Tamil Nadu

Lockdown improved coastal ecosystems of Gulf of Mannar, says study

Scarus ghobban (parrot fish) found in reef areas of Gulf of Mannar of Thoothukudi district during the lockdown period   | Photo Credit: Special Arrangement

The COVID-19 lockdown has had a positive impact on the coastal ecosystems of the Gulf of Mannar along Thoothukudi district.

Limited industrial activities and human interference has reduced the levels of pollution, increased the number of fish species and density and has improved the overall quality of marine water, reveal findings by the Suganthi Devadason Marine Research Institute (SDMRI) in Thoothukudi.

Director of SDMRI, J.K. Patterson, says that while collecting data for a State government project, the institute conducted a study between May 25 and June 2 to assess the level of plastic pollution during the lockdown along the coast of Thoothukudi district.

There has been a remarkable reduction in the macro and meso-plastic pollution levels at eight locations along the coast -- Manapad, Tiruchendur, Thoothukudi Harbour beach, Inigo Nagar, Muthunagar beach, Therespuram, Vellapatti and Tharuvaikulam. The average reduction in the level of macro-plastic is 51.4% and that of meso-plastic is 28%.

Plastic spoons constituted the highest quantity of plastic that was found, followed by plastic cups. “This reduction in plastic pollution levels can be attributed to the absence of movement of people along the coast, as before the lockdown, a large number of people used to throng pilgrimage and tourist destinations at these locations. This is also a significant outcome as plastic pollution threatens the existence of marine biodiversity and can enter the human food chain,” says Mr. Patterson.

Another major outcome of the study is the increase in the number of species of coral reef fishes from 89 in February to 96 in May, at the Thoothukudi group of islands of Gulf of Mannar -- Vaan, Koswari, Kariyachalli and Vilanguchali. The average fish density has also increased by 22%.

“Generally, fish tend to migrate in the summer due to high temperatures. But, despite the high water temperature due to climate changes and subsequent coral bleaching this summer, the fish population has increased, thanks to less human disturbance during the lockdown period,” he says.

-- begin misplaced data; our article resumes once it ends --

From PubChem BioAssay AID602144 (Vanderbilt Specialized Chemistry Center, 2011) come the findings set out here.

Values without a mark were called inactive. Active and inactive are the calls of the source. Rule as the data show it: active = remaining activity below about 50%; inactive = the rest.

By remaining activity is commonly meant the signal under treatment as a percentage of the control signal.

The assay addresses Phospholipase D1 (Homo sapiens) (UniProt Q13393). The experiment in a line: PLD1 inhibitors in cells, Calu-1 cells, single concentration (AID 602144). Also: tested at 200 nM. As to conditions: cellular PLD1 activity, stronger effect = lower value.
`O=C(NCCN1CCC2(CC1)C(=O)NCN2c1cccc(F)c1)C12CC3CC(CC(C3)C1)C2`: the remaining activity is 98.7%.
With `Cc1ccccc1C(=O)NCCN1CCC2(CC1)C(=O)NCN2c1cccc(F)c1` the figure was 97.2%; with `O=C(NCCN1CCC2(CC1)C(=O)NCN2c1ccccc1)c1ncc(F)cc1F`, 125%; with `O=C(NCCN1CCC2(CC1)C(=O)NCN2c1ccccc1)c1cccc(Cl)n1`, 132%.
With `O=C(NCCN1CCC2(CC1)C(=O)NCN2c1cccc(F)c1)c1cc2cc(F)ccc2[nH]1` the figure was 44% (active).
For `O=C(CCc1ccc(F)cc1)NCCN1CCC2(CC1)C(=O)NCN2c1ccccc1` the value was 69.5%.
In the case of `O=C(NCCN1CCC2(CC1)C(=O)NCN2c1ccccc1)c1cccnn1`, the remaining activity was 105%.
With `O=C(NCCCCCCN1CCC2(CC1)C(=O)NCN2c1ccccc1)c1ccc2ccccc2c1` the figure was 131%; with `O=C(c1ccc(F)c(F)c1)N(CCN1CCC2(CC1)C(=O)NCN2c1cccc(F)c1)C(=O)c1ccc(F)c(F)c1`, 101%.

Usually, more than 300 fish-traps are illegally deployed every day to collect reef fishes like Scarus, Lutjanus, Lethrinus and Siganus. These species are highly exploited as they command high commercial value in the market, he adds. Fortunately, due to the absence of trap-fishing and reduced human intervention during the lockdown period, the population of Scarus ghobban (parrot fish), has increased by 39%.

“The Scarus ghobban, a herbivorous reef fish that feeds on seaweeds, plays a highly significant role in maintaining the ecological balance in the coral ecosystem. The increase of herbivore fish population between April-June 2020, is expected to increase the coral cover,” he says.

Also, a study conducted to assess the quality of water at stressed locations -- Therespuram, Roche Park and Thoothukudi Port -- showed that there is an increase in dissolved oxygen levels and a significant decrease in concentration of metal and microbial concentrations.

“Thus, the lockdown has brought about a considerable positive change in the coastal ecosystems, which will help in the conservation of biodiversity. These findings encourage us to protect the coastal ecosystem in the post-lockdown period too,” he says.

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Printable version | Sep 22, 2021 11:11:38 AM | https://www.thehindu.com/news/national/tamil-nadu/lockdown-improved-coastal-ecosystems-of-gulf-of-mannar-says-study/article31746814.ece

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